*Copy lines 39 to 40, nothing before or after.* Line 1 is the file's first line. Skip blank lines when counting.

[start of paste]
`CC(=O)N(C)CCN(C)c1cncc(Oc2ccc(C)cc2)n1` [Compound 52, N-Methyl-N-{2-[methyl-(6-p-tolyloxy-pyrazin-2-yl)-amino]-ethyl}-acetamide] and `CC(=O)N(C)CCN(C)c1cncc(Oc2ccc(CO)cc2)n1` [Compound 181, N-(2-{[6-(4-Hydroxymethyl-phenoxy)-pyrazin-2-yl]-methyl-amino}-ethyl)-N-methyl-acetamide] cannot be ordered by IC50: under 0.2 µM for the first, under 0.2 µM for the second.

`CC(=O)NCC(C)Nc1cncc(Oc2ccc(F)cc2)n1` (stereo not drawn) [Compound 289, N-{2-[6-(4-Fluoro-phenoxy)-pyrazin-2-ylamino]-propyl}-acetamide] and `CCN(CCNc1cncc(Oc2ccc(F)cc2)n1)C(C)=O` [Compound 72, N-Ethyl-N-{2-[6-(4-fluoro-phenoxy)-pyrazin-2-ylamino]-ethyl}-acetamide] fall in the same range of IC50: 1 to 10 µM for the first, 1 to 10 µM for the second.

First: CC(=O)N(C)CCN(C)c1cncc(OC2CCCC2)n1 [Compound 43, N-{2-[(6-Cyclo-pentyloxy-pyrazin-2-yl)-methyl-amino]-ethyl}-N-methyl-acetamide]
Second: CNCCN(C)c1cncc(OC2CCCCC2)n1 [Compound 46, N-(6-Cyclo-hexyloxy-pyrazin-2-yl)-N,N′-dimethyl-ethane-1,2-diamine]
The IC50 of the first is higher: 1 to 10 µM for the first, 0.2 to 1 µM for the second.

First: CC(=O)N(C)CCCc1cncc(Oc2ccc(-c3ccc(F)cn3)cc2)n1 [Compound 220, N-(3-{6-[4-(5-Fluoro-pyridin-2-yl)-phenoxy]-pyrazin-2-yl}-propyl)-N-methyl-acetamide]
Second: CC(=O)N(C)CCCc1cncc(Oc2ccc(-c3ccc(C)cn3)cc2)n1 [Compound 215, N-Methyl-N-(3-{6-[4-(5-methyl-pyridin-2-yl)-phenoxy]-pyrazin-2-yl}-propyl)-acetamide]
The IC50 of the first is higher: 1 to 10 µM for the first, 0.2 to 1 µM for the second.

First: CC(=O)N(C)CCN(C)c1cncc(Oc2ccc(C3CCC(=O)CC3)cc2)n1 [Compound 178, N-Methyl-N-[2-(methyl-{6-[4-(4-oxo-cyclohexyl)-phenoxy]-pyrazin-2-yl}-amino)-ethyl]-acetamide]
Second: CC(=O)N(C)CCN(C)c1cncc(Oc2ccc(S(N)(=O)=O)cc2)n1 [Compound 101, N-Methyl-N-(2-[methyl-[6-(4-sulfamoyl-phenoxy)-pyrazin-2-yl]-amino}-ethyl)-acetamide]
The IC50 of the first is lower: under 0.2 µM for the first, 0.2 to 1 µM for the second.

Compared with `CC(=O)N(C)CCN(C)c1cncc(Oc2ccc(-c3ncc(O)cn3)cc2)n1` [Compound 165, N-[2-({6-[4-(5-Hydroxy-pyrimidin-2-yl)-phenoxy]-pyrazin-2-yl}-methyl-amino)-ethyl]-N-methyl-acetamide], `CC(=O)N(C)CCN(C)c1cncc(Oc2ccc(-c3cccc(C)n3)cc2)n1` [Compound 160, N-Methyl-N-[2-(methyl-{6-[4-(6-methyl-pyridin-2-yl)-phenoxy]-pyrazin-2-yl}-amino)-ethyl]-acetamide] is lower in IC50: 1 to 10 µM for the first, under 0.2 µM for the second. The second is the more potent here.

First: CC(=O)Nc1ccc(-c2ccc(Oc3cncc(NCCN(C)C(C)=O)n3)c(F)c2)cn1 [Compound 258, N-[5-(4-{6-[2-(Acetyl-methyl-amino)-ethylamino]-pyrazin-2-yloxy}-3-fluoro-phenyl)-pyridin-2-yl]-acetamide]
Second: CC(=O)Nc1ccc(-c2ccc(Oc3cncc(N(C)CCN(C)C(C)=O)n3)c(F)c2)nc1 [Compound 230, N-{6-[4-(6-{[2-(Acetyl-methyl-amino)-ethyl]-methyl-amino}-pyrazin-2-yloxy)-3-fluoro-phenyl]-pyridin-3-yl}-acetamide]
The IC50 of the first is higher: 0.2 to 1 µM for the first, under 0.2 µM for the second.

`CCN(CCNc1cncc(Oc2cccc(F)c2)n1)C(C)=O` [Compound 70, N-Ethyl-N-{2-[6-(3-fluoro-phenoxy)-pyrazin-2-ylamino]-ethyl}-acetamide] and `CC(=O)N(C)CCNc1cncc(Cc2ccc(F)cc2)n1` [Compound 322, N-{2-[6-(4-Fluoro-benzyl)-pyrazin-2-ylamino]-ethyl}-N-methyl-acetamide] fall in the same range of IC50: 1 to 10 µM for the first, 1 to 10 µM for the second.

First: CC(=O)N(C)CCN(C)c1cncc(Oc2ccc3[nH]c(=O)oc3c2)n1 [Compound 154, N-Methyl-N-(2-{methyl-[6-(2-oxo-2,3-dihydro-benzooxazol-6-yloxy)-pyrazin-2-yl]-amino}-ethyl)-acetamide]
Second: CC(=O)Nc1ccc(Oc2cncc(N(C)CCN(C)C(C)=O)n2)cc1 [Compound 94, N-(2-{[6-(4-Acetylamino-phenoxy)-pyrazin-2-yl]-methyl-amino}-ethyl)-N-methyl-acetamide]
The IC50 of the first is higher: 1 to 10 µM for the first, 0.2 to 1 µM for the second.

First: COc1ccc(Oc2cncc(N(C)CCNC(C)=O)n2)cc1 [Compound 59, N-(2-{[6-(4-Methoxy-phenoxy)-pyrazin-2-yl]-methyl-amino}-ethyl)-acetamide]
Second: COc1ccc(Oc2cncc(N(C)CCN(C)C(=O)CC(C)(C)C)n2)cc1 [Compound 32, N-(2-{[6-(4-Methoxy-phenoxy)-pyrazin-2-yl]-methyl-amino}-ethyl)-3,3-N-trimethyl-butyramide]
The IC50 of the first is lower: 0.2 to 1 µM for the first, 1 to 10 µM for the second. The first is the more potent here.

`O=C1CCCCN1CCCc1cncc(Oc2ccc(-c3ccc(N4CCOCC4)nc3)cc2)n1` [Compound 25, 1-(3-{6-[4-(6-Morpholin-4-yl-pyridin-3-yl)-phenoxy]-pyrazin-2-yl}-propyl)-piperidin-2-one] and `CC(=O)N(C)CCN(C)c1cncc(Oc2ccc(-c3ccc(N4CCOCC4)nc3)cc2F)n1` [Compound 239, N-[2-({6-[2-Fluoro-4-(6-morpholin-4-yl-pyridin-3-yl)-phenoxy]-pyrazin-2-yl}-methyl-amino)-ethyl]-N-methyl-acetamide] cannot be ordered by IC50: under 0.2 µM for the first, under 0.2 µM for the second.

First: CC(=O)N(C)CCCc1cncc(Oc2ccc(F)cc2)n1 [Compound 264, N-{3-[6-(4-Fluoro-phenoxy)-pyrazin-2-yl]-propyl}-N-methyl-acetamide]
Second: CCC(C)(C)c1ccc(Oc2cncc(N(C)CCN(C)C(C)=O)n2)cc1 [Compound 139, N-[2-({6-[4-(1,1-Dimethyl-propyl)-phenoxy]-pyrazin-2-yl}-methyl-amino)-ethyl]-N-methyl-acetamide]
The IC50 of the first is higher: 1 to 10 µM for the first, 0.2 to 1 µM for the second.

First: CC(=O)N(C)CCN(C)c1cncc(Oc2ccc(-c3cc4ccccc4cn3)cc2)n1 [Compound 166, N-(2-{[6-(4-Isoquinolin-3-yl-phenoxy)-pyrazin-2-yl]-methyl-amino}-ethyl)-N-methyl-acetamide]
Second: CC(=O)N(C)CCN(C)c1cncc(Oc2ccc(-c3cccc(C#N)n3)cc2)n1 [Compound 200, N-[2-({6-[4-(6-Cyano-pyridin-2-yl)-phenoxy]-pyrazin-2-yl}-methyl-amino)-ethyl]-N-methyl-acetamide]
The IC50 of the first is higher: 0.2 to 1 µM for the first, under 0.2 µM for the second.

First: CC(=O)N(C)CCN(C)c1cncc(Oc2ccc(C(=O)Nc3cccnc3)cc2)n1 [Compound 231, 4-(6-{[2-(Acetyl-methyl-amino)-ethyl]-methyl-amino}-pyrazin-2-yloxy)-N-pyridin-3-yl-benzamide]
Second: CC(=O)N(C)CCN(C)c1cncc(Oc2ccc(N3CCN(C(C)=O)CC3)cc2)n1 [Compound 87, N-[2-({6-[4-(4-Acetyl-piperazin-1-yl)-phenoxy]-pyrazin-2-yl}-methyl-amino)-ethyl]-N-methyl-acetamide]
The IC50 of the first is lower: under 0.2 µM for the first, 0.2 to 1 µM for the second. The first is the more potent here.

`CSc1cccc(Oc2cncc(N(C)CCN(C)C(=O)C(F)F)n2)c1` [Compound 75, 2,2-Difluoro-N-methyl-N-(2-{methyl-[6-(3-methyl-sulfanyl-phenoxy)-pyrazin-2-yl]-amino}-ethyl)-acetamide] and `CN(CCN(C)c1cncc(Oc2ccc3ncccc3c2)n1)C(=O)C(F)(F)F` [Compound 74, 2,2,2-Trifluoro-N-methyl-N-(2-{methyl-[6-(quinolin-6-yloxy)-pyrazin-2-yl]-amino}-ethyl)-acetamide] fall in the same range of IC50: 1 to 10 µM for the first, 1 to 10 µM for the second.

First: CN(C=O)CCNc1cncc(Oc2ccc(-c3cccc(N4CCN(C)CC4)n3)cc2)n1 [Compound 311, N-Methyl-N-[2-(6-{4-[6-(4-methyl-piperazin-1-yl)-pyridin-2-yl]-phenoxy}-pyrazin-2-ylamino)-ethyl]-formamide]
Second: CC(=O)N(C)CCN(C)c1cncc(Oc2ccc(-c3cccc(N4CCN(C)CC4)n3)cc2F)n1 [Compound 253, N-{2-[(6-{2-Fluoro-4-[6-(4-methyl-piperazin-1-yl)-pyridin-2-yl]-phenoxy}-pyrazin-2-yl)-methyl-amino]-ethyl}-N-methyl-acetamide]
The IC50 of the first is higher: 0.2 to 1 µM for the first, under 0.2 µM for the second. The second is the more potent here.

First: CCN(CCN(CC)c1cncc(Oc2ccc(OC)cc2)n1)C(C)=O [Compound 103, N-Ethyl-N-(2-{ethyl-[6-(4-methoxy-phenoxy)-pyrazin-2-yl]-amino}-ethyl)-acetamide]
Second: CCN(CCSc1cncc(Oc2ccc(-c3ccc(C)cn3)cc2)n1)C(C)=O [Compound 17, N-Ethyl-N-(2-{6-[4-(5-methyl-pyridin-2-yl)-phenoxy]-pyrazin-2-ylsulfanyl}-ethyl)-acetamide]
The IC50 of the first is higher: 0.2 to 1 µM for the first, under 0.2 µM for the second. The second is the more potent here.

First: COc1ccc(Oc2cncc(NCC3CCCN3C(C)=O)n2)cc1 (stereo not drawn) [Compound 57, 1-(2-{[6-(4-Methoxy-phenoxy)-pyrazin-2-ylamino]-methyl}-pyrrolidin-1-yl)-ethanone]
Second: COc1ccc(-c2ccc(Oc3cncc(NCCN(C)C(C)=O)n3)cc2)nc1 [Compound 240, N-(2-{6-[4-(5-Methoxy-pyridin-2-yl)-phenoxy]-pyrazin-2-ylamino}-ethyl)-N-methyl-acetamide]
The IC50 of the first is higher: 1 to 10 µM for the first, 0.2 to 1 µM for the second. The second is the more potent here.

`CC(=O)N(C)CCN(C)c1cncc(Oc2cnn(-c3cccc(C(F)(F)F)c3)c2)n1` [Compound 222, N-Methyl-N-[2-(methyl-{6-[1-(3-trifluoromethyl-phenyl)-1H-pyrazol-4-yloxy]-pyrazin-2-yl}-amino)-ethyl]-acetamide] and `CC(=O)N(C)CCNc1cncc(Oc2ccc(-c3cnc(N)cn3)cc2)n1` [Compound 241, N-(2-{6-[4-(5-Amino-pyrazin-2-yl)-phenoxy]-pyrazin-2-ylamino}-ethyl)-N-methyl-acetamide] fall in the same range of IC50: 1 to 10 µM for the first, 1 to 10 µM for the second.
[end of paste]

The IC50 of the first is higher: 0.2 to 1 µM for the first, under 0.2 µM for the second. The second is the more potent here.

First: COc1ccc(Oc2cncc(NCC3CCCN3C(C)=O)n2)cc1 (stereo not drawn) [Compound 57, 1-(2-{[6-(4-Methoxy-phenoxy)-pyrazin-2-ylamino]-methyl}-pyrrolidin-1-yl)-ethanone]